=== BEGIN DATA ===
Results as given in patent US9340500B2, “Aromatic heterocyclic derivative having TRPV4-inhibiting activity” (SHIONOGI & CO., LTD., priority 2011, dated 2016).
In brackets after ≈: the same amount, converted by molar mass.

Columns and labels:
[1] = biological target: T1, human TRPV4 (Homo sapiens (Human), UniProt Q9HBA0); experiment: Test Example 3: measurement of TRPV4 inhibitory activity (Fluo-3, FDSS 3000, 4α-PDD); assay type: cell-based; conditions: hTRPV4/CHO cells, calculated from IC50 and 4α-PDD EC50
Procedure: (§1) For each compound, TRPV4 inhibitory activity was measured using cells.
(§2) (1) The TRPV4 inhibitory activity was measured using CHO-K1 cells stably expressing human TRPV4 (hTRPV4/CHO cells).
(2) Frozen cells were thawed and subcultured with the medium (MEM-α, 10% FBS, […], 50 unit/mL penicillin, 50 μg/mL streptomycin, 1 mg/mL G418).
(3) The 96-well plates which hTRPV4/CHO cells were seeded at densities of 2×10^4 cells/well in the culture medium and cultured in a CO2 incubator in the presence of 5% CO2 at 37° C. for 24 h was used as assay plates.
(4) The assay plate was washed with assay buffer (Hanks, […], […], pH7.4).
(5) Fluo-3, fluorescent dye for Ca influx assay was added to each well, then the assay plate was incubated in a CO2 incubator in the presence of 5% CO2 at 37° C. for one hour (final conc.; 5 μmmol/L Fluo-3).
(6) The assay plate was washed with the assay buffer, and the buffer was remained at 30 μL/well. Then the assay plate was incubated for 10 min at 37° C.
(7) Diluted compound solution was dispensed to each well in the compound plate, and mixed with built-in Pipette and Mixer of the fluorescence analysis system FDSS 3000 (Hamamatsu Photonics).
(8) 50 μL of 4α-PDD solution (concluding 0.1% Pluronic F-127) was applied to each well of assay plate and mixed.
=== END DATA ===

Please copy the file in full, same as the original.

Results as given in patent US9340500B2, “Aromatic heterocyclic derivative having TRPV4-inhibiting activity” (SHIONOGI & CO., LTD., priority 2011, dated 2016).
In brackets after ≈: the same amount, converted by molar mass.

Columns and labels:
[1] = biological target: T1, human TRPV4 (Homo sapiens (Human), UniProt Q9HBA0); experiment: Test Example 3: measurement of TRPV4 inhibitory activity (Fluo-3, FDSS 3000, 4α-PDD); assay type: cell-based; conditions: hTRPV4/CHO cells, calculated from IC50 and 4α-PDD EC50
Procedure: (§1) For each compound, TRPV4 inhibitory activity was measured using cells.
(§2) (1) The TRPV4 inhibitory activity was measured using CHO-K1 cells stably expressing human TRPV4 (hTRPV4/CHO cells).
(2) Frozen cells were thawed and subcultured with the medium (MEM-α, 10% FBS, […], 50 unit/mL penicillin, 50 μg/mL streptomycin, 1 mg/mL G418).
(3) The 96-well plates which hTRPV4/CHO cells were seeded at densities of 2×10^4 cells/well in the culture medium and cultured in a CO2 incubator in the presence of 5% CO2 at 37° C. for 24 h was used as assay plates.
(4) The assay plate was washed with assay buffer (Hanks, […], […], pH7.4).
(5) Fluo-3, fluorescent dye for Ca influx assay was added to each well, then the assay plate was incubated in a CO2 incubator in the presence of 5% CO2 at 37° C. for one hour (final conc.; 5 μmmol/L Fluo-3).
(6) The assay plate was washed with the assay buffer, and the buffer was remained at 30 μL/well. Then the assay plate was incubated for 10 min at 37° C.
(7) Diluted compound solution was dispensed to each well in the compound plate, and mixed with built-in Pipette and Mixer of the fluorescence analysis system FDSS 3000 (Hamamatsu Photonics).
(8) 50 μL of 4α-PDD solution (concluding 0.1% Pluronic F-127) was applied to each well of assay plate and mixed.